The outage comes at an unfortunate time for T-Mobile — and has triggered an investigation by the FCC: it comes less than 12 weeks after T-Mobile US Inc. and Sprint Corp. merged to create a colossus with approximately 140 million customers and revenues of over $70 billion; the company is in the spotlight.

The combined entity is hoping to aggressively build out its 5G infrastructure (T-Mobile plans $40 billion in spending over the next three years), and the last thing executives will have wanted is an FCC investigation and millions of angry customers; reacting promptly to squash the DDoS rumours was clearly the right call, however painful it was to admit the failure of failover mechanisms,

DDoS attacks, meanwhile (in which servers are overloaded with malicious traffic) do howeverappear to be on the rise again, after dropping in scale in recent years. Last week we reported on an (unsuccessful) record 2.3 Tbps DDoS attack on AWS. Security firm Akamai this week told Computer Business Review it had blocked the largest DDoS attack it had seen on an ISP: a 1.44 Tbps attack launched using nine different forms of DDoS attack vectors.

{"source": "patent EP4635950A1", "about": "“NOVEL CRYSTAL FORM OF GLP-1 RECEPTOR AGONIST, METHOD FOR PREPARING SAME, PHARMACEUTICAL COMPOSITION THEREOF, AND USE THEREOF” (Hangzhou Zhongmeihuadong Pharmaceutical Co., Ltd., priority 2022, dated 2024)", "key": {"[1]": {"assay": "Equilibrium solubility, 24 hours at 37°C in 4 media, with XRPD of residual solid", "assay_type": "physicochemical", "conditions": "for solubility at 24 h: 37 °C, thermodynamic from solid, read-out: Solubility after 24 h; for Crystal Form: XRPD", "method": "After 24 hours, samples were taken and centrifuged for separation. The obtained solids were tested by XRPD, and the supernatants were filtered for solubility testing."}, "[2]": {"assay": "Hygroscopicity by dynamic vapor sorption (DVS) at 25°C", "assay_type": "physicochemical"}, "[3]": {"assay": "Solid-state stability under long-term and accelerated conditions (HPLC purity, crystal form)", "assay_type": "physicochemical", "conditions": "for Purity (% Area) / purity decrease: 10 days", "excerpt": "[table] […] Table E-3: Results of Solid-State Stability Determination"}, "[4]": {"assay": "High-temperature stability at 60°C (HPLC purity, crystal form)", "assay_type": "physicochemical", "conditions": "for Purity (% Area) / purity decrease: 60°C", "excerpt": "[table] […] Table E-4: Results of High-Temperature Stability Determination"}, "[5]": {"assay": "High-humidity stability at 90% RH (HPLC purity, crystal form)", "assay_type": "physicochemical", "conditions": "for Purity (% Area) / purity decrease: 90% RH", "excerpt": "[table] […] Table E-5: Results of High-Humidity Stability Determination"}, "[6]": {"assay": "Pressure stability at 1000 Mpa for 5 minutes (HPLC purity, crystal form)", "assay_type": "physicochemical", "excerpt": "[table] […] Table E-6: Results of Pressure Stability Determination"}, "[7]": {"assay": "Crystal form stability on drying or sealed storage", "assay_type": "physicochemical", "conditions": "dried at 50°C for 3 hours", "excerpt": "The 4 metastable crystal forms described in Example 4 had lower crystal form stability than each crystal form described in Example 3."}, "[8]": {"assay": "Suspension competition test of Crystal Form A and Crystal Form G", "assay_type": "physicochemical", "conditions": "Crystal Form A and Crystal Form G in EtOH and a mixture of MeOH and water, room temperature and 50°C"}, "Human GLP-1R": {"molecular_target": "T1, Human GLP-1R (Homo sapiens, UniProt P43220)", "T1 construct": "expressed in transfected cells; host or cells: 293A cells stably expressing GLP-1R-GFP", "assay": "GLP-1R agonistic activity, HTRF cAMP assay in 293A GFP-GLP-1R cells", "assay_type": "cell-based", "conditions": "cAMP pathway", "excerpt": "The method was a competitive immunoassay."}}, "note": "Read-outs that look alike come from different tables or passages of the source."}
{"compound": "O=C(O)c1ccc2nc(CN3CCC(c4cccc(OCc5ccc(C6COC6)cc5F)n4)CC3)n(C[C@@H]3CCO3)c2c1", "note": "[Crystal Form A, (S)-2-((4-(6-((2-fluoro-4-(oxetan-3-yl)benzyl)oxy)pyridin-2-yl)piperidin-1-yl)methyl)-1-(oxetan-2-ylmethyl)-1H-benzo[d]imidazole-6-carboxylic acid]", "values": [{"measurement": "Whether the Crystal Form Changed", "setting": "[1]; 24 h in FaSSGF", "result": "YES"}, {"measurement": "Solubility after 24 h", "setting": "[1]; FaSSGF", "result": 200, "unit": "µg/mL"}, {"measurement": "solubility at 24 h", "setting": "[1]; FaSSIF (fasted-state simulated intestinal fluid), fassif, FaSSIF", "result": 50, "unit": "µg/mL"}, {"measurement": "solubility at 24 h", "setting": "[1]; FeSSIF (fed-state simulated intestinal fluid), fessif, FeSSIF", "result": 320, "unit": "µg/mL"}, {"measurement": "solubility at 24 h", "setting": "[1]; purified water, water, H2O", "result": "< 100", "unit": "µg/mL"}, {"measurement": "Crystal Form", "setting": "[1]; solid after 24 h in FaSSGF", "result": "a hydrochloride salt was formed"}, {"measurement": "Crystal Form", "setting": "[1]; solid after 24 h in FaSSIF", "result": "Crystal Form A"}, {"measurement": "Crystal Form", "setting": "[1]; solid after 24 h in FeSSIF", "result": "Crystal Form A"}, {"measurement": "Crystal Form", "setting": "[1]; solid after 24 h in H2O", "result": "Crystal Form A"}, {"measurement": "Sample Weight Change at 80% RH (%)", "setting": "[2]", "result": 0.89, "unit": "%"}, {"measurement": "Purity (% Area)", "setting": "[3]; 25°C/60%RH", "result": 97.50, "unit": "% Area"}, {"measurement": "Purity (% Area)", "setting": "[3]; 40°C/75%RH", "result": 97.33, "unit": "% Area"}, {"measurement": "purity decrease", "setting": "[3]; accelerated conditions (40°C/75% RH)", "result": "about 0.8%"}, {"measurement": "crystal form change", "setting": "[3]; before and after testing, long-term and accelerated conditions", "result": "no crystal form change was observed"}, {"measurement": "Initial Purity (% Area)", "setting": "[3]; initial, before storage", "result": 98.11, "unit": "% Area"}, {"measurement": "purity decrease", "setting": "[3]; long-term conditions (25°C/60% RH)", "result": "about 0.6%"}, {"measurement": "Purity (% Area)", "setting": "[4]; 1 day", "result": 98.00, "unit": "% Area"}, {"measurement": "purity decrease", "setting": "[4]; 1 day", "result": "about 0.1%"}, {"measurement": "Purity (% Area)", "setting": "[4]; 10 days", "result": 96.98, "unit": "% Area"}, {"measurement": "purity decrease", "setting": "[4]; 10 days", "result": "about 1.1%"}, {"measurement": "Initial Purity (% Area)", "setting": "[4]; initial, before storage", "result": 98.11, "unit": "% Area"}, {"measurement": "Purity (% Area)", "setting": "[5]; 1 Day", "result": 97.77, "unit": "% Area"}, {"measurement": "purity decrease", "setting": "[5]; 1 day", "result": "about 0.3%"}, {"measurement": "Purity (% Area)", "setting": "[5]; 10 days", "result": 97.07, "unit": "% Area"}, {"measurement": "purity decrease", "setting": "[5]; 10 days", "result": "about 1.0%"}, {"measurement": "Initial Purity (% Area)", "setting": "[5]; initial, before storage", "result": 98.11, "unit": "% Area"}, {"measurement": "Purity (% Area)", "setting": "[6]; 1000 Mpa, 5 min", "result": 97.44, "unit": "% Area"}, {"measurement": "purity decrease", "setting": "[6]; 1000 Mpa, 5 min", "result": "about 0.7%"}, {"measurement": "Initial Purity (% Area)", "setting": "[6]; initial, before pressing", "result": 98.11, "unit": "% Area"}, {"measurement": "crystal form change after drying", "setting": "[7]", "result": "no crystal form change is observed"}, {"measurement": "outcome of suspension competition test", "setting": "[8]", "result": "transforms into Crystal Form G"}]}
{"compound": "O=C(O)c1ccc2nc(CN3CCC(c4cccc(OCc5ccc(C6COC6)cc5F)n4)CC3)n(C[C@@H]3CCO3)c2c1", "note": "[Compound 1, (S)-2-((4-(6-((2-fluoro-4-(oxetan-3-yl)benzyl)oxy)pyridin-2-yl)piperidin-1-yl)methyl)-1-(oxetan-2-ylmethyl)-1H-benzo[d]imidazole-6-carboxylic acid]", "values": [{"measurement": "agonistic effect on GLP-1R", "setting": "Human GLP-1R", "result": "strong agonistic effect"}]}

We’ll be bringing you more details on that shortly.

See also: Record DDoS Attack Hits AWS: 2.3 Tbps Assault Lasted Days

 



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Sanders and Schumer call on McConnell to hold hearings to fight election conspiracy theories – KTVZ

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Sanders and Schumer call on McConnell to hold hearings to fight election conspiracy theories - KTVZ

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Sen. Bernie Sanders of Vermont and Senate Democratic Leader Chuck Schumer of New York are calling on Majority Leader Mitch McConnell to create a new bipartisan committee focused on election integrity and schedule hearings to reassure Americans over a process President Donald Trump has repeatedly sought to undermine.

There is growing anxiety among Democrats, and some Republicans, that Trump will not only continue to sow doubt over the legitimacy of the coming election but throw the subsequent count into chaos by declaring victory before all the votes can be tallied, including the millions that will arrive by mail.

In a letter to McConnell, Sanders and Schumer quote back the Kentucky senator’s own words, in which he attested to the reliability of mail-in voting by citing its successes in Oregon, Washington and Colorado, which have been using the system for years.